A short introduction
“The greatest peril of life lies in the fact that human food consists entirely of souls. All the creatures that we have to kill and eat, all those that we have to strike down and destroy to make clothes for ourselves, have souls, like we have, souls that do not perish with the body, and which must therefore be propitiated lest their souls revenge themselves on us for taking away their bodies.” – An Inuit of Iglulik
“The Raven once went to the coast. He first broke both legs, then his wings, and finally even his head. He put a little red stone as his head. Then he fell down the cliff and was killed.” – The Raven, a story from Nunivak Island
The quote and the story already show that there is a complexity, diversity and, for western worldview, a certain strangeness in Inuit way of thinking, The Inuit have lived in the Arctic regions of Canadian, Alaska and Greenland for thousands of years and since 1999 in the autonomous province named Nunavut, which means “our land”. Living in the arctic climate zone, their lives are marked by a harsh environment. The nature stands in a strong contrast to the abundant and green landscapes of more southern Aboriginal Nations. There are no trees and few plants in general.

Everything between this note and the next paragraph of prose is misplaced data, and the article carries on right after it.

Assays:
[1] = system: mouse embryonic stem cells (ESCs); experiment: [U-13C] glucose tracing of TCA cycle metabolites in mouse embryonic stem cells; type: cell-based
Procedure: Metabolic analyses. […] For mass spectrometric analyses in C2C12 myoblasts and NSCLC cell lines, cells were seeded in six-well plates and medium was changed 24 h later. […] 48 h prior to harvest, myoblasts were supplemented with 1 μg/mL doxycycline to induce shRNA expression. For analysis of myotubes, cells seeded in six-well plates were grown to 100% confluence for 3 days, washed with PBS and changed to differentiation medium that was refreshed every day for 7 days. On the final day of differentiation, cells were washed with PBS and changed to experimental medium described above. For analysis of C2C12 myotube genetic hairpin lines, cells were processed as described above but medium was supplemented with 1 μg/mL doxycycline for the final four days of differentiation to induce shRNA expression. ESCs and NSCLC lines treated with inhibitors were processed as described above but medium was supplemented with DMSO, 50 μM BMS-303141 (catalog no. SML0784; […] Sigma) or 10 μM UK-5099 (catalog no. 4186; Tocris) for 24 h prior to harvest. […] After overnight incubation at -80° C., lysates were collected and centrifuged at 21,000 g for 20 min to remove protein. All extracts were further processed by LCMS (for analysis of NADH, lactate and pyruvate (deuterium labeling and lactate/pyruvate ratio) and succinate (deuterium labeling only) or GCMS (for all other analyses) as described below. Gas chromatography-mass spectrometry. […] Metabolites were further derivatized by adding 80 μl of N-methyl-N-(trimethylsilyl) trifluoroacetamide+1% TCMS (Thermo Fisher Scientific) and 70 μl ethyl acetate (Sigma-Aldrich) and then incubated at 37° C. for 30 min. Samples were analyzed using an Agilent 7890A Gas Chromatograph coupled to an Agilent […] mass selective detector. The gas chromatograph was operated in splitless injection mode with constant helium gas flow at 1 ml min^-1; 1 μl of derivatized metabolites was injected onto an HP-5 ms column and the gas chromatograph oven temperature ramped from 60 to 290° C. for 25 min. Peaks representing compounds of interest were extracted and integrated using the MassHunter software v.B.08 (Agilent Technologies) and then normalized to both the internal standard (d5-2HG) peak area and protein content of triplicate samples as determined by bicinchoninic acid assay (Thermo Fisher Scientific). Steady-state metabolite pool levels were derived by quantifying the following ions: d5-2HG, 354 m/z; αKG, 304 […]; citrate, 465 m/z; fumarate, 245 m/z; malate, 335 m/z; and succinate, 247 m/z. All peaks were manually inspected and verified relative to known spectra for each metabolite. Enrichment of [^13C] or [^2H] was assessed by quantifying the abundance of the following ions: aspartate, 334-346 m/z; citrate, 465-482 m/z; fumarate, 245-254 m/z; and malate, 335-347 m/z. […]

Even though there are only a few animal species in the Inuit home land, these animals are central to Inuit culture. The Inuit diet is bas
ed on animals. Nevertheless, animals aren’t reduced to a food source they are regarded as spiritual beings with souls. After hunting, Inuit pray for to the spirits of the killed animals. Appeasement with these spirits is necessary for successful hunting and fishing and for preventing them to seek revenge on the community. It is impossible to generalize this for all Inuit, though. Therefore I concentrated myself on the Inuit from Nunivak Island in further investigations.
References: – Hans Himmelheber, 2000: Where the Echo began
– Kelly Skinner and Laura Brill: Inuit Views of Nature. retrieved from: http://www.stlawu.edu/gallery/exhibitions/f/11nipirasait/skinner-brill.pdf